Since starting a romance writing course, I’ve noticed lots of ways I can apply the brilliant feedback to all aspects of my life. Okay, so the cashier in Waitrose looked at me funny when I suggested she was lacking in agency, and I’m not sure my boss appreciated it when I said she needs to stop telling me what to do, but show me instead.
But my sex life – it’s never been better. The other night, emboldened by half a bottle of chardonnay and wise words from my copy of ‘Romance Writing For Beginners’ imprinted upon my heart, I drummed up the courage to talk to Geoffrey about his serious pacing issues. Yes, he was a little shocked at first, but he’s improved so much since. Now he’s hitting all the right beats with every headboard-rattling, toe-curling thrust, and the final denouement is oh-so satisfying. And just this morning, he surprised me when he seemed to acquiesce to my idea of taking our story in a romantic, new direction.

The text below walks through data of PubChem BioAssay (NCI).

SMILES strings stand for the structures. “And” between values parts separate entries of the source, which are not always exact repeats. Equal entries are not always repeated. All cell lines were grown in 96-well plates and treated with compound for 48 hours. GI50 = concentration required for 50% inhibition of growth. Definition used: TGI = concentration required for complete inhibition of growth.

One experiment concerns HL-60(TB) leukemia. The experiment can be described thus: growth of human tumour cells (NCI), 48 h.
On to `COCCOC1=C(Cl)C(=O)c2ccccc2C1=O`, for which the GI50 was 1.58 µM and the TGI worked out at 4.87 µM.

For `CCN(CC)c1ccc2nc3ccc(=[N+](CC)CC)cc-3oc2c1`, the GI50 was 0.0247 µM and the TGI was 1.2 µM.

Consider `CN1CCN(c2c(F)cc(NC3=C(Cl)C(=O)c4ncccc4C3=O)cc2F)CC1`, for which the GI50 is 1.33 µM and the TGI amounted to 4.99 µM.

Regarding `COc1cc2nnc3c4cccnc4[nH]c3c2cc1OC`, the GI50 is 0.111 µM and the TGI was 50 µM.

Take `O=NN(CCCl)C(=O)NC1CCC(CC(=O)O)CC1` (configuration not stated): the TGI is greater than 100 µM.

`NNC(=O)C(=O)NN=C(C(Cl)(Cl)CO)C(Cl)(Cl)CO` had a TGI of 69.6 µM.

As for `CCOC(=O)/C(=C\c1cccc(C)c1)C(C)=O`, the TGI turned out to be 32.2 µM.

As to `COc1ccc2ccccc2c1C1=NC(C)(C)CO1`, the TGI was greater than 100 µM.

It feels great to be able to pass on what I’ve learnt and help others.
Look. I get it. Maybe I didn’t pay her enough attention before, but since Brenda joined that ruddy creative writing course up at the college last month, it’s all she’s carped on about. I wouldn’t mind, but she’s become rather erm, unreliable around ‘ere – and some folks might say, unlikable too. It’s great she’s found her voice, but I do wish it wasn’t quite so snarky.
Anyway, I’ve been reading that ruddy book she keeps leaving lyin’ around, and I can’t make head nor tail of most of it. But there’s this one part that gave me an idea – and Brenda’s all ’bout ideas lately.
So I’ve arranged a surprise for her tonight; I hope she likes it. I’ll try anything to give her the happy ever after of her dreams. Even if it means “your protagonist sometimes has to share the page with well-developed, yet sympathetic, secondary characters”.
Like Miss D’Meanour, the dominatrix from next door.